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 Despite inflationary pressures, the UAE’s non-oil private sector is thriving

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Despite inflationary pressures, the UAE’s non-oil private sector is thriving

A survey showed that the development of the UAE’s non-oil private sector enhanced in May to a five-month high as demand continued to be strong despite inflationary pressures.

The seasonally modified S&P Global UAE Purchasing Managers’ Index (PMI) rose to 55.6 in May from 54.6 in April, surging further above the series average since 2009 of 54.1.

The output sub-index also reached its highest since December, rising to 62.5 in May from 61.5 in April, above the series average of 57.5.

The output sub-index was 60.5 in March, marginally dropping from 60.6 in February and just under a post-pandemic high of 62.7. Employment picked up slightly to 50.6 from 50.1.

The employment sub-index rose marginally, expanding for the tenth consecutive month. Before that, it had posted growth in only one of the 17 months between the start of 2020 and May 2021.

Business sentiment regarding the coming 12 months, measured in the future output sub-index, remained positive but declined for the first time since December, to 57.9 in March from 58.1 in February.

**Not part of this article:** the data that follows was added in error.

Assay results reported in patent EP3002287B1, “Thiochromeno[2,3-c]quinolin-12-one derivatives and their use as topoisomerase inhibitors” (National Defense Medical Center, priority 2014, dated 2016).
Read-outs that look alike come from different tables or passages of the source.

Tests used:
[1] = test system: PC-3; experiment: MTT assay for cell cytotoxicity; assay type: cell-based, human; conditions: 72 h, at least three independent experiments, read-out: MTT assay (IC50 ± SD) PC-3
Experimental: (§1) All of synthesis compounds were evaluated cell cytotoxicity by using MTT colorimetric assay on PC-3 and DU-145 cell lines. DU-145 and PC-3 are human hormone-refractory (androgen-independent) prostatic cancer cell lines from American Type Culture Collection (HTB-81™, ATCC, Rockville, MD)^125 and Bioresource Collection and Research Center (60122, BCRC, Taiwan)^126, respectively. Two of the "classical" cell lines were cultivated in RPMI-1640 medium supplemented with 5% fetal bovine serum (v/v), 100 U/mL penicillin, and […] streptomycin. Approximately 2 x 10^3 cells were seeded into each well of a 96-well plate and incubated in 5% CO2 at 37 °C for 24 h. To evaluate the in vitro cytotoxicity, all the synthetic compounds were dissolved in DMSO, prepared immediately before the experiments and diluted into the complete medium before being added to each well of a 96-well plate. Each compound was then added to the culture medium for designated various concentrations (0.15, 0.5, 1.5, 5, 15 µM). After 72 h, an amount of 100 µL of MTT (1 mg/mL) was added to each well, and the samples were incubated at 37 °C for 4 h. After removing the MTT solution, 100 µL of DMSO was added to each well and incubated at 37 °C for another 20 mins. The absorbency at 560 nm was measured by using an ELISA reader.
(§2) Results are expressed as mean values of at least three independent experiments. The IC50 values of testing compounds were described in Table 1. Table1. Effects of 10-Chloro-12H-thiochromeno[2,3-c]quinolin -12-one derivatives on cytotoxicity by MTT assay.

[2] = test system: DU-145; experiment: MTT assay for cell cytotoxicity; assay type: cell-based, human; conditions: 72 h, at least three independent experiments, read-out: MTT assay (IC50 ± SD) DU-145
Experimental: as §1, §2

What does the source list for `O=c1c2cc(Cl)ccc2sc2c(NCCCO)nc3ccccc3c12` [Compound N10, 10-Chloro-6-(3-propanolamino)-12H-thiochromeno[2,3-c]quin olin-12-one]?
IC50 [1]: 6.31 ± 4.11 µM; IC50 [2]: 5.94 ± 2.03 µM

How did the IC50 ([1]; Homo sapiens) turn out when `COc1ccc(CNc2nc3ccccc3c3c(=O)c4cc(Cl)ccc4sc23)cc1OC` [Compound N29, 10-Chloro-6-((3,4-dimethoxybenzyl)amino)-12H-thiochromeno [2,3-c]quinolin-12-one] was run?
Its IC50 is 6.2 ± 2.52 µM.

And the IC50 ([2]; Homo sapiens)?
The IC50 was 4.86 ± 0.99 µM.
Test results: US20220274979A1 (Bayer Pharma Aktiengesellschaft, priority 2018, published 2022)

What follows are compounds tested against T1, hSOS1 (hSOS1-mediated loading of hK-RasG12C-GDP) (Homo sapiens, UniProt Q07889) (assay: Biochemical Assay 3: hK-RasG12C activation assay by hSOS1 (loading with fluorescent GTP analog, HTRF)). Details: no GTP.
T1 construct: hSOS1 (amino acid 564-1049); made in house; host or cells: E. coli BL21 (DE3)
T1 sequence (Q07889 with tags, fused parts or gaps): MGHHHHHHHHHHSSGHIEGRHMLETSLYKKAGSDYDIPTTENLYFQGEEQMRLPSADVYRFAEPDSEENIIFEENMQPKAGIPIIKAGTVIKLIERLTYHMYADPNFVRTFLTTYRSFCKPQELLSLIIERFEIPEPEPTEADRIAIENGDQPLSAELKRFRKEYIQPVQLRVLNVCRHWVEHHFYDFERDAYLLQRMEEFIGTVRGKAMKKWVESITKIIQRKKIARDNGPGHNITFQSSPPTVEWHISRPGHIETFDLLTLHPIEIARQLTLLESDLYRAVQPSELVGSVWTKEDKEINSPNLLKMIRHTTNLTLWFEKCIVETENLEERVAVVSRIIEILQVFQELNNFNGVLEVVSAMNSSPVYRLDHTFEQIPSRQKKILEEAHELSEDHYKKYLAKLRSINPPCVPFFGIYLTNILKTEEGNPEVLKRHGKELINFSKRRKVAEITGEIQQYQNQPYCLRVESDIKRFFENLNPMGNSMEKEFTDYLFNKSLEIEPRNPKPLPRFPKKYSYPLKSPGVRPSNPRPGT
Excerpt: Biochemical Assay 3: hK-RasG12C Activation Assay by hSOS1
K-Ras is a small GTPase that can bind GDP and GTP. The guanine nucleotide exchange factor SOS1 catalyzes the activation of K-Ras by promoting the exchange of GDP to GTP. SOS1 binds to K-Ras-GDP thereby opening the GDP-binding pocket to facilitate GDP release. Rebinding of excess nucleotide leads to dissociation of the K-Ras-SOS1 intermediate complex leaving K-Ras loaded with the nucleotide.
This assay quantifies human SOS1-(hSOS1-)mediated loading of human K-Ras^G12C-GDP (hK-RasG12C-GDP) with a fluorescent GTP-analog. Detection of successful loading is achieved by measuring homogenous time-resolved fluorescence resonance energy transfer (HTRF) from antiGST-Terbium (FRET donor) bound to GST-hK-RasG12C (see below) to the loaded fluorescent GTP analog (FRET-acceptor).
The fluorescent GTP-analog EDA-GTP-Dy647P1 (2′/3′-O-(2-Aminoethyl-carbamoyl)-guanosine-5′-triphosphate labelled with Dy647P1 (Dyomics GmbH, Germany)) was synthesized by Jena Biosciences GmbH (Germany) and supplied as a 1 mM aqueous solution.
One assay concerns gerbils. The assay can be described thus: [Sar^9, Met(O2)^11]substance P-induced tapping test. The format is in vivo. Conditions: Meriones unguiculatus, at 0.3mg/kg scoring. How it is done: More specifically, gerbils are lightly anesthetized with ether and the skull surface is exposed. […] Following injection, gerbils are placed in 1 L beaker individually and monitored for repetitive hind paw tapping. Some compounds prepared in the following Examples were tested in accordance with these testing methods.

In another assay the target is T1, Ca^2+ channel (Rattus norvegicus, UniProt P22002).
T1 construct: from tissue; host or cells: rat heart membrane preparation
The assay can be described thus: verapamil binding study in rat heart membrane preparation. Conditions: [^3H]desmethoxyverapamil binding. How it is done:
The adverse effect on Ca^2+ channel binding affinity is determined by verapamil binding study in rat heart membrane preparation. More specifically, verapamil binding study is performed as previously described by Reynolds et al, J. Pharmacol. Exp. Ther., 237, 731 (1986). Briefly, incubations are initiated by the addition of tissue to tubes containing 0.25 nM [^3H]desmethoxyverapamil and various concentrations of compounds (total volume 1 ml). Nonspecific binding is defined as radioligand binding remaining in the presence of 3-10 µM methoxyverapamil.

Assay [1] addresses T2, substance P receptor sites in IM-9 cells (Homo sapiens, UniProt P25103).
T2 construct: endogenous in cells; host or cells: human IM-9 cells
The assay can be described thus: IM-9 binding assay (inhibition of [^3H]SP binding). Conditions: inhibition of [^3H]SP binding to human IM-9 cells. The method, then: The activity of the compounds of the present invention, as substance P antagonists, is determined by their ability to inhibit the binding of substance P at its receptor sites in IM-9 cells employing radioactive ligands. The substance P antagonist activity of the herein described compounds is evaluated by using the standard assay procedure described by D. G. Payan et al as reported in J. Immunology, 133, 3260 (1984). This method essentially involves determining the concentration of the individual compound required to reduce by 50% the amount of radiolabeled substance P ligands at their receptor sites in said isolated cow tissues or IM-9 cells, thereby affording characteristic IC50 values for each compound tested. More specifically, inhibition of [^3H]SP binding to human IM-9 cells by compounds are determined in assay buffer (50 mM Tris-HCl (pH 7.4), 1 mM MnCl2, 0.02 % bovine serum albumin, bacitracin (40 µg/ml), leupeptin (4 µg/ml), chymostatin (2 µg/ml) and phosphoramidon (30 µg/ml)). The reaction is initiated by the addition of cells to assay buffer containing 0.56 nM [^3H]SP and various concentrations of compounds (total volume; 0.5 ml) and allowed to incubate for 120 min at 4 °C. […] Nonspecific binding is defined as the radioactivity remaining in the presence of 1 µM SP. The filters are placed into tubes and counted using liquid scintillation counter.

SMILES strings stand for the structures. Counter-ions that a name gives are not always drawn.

The six-month-long Dubai 2020 Expo was a pivotal part of the UAE’s economic and tourism growth at the end of March.

David Owen, an economist at The Global Market Intelligence Economist at Standard & Poor’s, who conducted the above survey, said the two readings suggest that the UAE economy “continues a strong recovery from the pandemic.”

S & P Global is an American publicly traded corporation headquartered in Manhattan, New York City. Its primary areas of business are financial information and analytics.

It is a tool that combines financial and industry data, research, and news to help track performance, generate alpha, identify investment ideas, and understand competitive dynamics.

He added that despite the end of Expo 2020, companies are still noticing an upward push in orders and a boom in tourism.

“Input costs are rising at the fastest pace since November 2018, and companies generally see higher fuel prices and higher costs for many commodities such as aluminum, steel, wood, and chemicals,” Owen pointed out.

He added that index data suggests that companies are choosing to consume additional costs rather than pass them on to consumers, but this is uncertain to last indefinitely.

Reuters said the employment sub-index has returned to growth areas, reaching 50.7 in May from 49.9 in April, the first time since May 2021, but the decline was marginal.

Although employment growth also remains at a marginal rate, this is the fastest pace of job creation since October. 

The seasonally adjusted S&P Global UAE Purchasing Managers’ Index (PMI) rose to 55.6 in May from 54.6 in April, rising further above the series average since 2009 of 54.1.

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